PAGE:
Atlas Obscura recently wrote about an escalator we hadn’t seen before. Only 85 km or so from Beijing, Longqing Gorge may feature China’s largest damn, but the bigger draw for some of us is its long escalator escalator system shrouded by an aggressive-looking dragon. It takes visitors up a staggering 258 m to the top of the dam. Is that a world record, as the article says, or is it still the Central-Mid-Levels system in Hong Kong?
Not only do you get to ride the escalators and see the damn at the gorge, a cable car and boats can be rode, and you can even bungee jump. Getting down is only by one of those ways, or by the stairs or a toboggan, because this wyvern only winds upward.
Though ELEVATOR WORLD readers may be familiar with museums that preserve elevator history, Alex Kalman’s “Mmuseumm” is a 36-sq.-ft. showroom inside an NYC freight elevator. “That is one-eighteen-thousandth the size of the Met,” The New York Times recently reported. “The only thing that is oversized about it is the name: Mmuseumm, with a couple of extra ‘m’s.'”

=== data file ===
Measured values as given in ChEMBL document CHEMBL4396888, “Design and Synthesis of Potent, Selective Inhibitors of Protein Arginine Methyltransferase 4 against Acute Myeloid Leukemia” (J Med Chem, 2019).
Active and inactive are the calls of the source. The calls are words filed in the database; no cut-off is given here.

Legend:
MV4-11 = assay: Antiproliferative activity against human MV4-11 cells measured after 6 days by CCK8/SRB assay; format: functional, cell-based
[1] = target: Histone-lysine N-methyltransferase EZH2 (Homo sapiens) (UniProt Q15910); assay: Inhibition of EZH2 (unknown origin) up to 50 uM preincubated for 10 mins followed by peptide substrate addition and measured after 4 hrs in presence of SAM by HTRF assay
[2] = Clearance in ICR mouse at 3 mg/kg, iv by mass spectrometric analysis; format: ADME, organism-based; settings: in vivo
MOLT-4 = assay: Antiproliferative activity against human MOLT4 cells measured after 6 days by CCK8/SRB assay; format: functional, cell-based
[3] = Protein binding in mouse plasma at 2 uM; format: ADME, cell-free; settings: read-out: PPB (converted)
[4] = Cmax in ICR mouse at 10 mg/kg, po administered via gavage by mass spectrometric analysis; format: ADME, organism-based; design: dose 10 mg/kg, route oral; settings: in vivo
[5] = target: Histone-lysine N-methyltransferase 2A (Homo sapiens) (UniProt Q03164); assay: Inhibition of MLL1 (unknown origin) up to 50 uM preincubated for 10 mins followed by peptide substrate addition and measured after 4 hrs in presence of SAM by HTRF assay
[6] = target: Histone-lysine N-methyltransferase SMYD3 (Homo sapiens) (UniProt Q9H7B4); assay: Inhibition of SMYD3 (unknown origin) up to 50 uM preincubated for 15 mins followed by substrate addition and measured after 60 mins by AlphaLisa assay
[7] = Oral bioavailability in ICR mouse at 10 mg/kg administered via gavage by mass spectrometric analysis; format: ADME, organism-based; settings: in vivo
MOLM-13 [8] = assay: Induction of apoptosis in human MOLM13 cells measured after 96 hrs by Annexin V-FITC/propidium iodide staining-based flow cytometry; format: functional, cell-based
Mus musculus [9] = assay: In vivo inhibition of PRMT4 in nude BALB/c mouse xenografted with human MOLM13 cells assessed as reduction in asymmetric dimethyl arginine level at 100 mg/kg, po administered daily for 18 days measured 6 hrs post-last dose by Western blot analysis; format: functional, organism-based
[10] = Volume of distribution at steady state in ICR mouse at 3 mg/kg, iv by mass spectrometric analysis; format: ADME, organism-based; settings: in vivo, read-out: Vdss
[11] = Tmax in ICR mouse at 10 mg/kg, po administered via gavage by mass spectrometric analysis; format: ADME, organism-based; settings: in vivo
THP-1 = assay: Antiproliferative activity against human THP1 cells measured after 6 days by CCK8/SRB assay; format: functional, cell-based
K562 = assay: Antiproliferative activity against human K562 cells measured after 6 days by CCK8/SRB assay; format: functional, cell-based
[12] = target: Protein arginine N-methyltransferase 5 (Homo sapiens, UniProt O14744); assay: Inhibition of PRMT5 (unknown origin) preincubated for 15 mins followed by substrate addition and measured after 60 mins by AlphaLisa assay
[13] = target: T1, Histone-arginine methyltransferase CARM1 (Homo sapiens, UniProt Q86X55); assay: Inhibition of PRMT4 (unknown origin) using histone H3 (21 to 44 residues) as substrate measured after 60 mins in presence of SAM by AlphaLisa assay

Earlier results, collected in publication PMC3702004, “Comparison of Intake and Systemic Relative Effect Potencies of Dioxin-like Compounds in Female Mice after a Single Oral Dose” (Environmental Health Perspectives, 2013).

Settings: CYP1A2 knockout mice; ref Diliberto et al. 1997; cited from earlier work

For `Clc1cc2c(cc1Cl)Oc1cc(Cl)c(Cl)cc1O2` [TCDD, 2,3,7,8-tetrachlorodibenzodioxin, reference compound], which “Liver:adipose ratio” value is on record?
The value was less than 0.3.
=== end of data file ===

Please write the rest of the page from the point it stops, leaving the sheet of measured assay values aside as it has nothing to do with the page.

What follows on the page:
As you might expect, Kalman has expansion plans. Though he cannot build a wing onto his museum, he’s looking at another small space down the block: a storefront with a roll-up metal gate.
Be there tonight at Cortlandt Alley in TriBeCa for the opening ceremonies to this year’s season with an eclectic collection. They begin at 7 p.m. sharp, according to the Mmuesumm website.
Financial news network Cheddar’s recent video on escalator riding makes a good case for making them more efficient. Looking at the history of the escalator, how passengers insist on using it and how different riding rules have been tried around the world, it’s pretty thought-provoking (at least for a non-industry piece). I’d just like to point out a caveat: these examples are geared only toward high-volume transit escalators. (Oh, and make sure to read the excellent comments below the video!)